with the selling left to the right place and the right time.
A fully-connected experience
If the human experience is the answer, how do we get there? Again, it’s about understanding
how humans, and more specifically, how our brains, work.
The brain is an astonishingly connected piece of hardware. As much as we may try and
separate it into left and right hemisphere, or occipital and frontal lobes, or neocortex and
limbic system, every part of the human brain is connected to another part to improve its
understanding and response towards any situation. This connection ensures an integrated
response, a mix of logical and emotional consideration, instinct and intelligence.
The interconnectedness of the brain serves as a model for understanding how to create
better, balanced and truly human experiences for brands. Approaching any experience
with a whole-brain mentality means finding a way to connect everything with everything,
from consumption to category to culture. This is how humans see their world — fully
connected — so it stands to reason that it’s also how they should engage with their
brands and how brands should engage with them.
Now consider once again the classic customer experience — an experience that ushers
customers through the consumption and category phases of their relationship with a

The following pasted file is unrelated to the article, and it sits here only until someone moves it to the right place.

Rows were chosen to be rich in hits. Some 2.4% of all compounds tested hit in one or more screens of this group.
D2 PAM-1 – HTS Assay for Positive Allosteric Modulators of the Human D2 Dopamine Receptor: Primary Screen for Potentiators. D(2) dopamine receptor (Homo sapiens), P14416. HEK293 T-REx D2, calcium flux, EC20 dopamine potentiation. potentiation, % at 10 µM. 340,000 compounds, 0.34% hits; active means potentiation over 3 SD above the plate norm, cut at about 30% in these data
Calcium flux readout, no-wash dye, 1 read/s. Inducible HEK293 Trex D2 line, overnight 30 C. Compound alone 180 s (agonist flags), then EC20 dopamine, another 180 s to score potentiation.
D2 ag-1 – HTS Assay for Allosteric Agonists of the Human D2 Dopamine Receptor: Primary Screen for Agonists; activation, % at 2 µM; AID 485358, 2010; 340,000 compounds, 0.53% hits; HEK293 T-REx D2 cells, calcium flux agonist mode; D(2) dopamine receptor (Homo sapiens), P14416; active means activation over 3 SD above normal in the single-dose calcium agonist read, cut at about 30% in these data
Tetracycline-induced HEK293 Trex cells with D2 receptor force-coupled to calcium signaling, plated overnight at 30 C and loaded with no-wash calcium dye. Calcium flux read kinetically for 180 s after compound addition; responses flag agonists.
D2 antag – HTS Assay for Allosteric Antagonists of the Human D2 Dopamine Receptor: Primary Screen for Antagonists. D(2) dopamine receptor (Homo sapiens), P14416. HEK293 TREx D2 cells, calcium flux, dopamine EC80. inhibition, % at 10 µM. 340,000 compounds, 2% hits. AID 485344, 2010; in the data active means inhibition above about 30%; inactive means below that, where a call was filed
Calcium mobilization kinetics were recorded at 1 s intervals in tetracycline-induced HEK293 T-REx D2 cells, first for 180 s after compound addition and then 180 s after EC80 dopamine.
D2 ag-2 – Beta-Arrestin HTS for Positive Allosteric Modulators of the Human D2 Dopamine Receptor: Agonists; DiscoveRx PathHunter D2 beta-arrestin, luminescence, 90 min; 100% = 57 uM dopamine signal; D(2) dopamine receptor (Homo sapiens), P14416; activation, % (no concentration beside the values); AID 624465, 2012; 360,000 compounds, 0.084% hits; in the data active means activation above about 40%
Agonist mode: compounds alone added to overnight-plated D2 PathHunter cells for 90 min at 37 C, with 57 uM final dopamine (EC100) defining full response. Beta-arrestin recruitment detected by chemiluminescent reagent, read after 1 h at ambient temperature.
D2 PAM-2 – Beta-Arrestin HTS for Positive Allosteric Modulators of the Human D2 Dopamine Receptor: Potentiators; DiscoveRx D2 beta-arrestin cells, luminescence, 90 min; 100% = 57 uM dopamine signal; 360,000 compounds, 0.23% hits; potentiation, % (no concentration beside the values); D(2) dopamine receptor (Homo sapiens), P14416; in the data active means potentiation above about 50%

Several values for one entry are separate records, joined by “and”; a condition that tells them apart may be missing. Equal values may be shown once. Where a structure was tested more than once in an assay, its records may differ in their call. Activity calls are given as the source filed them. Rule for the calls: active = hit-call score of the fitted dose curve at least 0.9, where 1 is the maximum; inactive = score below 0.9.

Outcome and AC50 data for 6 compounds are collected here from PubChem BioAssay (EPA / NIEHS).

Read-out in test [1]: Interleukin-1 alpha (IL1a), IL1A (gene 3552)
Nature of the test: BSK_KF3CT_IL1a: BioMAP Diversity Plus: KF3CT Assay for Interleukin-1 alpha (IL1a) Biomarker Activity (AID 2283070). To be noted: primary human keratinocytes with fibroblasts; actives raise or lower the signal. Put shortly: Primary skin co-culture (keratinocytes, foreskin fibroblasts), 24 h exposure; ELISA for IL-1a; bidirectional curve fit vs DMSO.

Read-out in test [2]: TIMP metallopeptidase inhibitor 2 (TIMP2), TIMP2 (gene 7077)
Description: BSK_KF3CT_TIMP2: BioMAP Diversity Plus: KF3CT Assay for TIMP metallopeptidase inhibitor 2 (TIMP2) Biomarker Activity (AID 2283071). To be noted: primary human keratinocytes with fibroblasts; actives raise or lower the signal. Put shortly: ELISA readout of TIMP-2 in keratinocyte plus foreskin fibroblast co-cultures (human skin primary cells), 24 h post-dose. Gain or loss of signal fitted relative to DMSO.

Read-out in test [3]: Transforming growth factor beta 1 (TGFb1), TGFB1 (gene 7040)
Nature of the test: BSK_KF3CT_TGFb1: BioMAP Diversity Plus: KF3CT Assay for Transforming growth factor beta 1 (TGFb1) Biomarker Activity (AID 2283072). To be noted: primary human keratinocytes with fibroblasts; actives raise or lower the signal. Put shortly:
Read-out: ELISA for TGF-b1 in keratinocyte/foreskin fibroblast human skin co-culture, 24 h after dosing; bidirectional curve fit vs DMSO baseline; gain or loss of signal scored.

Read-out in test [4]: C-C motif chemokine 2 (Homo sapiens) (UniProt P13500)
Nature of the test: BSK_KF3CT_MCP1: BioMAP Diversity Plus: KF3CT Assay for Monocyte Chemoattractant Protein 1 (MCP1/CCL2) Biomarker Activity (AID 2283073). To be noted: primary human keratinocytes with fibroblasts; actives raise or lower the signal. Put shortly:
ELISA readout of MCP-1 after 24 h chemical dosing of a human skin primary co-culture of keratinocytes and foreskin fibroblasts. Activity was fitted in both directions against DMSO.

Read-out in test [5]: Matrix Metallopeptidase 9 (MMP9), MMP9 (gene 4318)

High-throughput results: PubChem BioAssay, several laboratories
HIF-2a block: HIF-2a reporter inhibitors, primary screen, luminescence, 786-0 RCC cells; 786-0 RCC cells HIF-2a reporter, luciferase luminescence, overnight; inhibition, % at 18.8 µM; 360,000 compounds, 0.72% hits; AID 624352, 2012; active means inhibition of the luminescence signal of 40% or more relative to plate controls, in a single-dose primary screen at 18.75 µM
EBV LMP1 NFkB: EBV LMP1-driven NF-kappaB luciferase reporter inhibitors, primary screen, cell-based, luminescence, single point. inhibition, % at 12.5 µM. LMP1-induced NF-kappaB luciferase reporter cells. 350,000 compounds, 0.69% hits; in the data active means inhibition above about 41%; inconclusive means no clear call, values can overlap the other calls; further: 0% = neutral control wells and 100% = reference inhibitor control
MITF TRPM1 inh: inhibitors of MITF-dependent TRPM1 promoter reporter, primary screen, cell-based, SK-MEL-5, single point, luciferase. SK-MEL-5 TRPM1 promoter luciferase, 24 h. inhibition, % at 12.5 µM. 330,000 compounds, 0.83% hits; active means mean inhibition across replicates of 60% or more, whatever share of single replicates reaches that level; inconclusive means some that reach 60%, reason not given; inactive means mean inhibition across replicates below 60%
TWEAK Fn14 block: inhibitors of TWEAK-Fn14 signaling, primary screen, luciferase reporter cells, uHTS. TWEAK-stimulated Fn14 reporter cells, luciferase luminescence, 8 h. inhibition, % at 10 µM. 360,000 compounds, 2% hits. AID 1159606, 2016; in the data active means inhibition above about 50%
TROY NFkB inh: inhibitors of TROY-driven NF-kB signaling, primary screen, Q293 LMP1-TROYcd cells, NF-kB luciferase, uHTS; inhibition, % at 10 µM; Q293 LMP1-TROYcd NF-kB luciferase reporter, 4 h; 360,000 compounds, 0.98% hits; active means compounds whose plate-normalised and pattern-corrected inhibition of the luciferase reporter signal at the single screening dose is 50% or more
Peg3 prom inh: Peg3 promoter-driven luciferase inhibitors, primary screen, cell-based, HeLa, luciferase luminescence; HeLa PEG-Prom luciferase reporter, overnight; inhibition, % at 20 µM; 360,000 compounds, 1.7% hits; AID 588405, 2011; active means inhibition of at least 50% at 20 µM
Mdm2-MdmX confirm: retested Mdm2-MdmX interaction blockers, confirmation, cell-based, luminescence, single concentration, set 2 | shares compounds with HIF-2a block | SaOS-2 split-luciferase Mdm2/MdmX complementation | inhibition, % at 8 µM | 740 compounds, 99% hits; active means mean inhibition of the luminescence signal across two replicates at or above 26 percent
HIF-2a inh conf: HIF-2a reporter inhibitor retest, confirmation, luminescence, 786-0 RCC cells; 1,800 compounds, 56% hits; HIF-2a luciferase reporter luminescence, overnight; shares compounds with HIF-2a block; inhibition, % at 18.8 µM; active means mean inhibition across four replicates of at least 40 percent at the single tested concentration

brand, but stops short of connecting to the culture of the wider life they lead.
Without the insight and intelligence required to understand the implications — the
consequences — of the brand experience, the experience itself breaks or, worse, is biased
towards buying rather than being. This is the fundamental reason why customer experiences
A meaningful experience
Once a brand is able to connect to a person’s wider life, understand and respect them as
a human rather than a data point or part of an algorithm, and can connect that back to
the category and consumption phase of the relationship, there emerges a new type of
powerful, meaningful, connected human experience — one that people will actually want
rather than one that will frustrate them.
So, paradoxically, we don’t live in the age of the customer; they are not “king”, “queen” or
“the answer”. We need to move to the age of human, to human-centricity where what the
human wants and needs can be fully, relevantly connected to the relationship that brands
want to have.
The advantages of tradition
Not every sector is using digital marketing to the same
extent. In the past 10 years, companies in the technology,
media and telecommunications, professional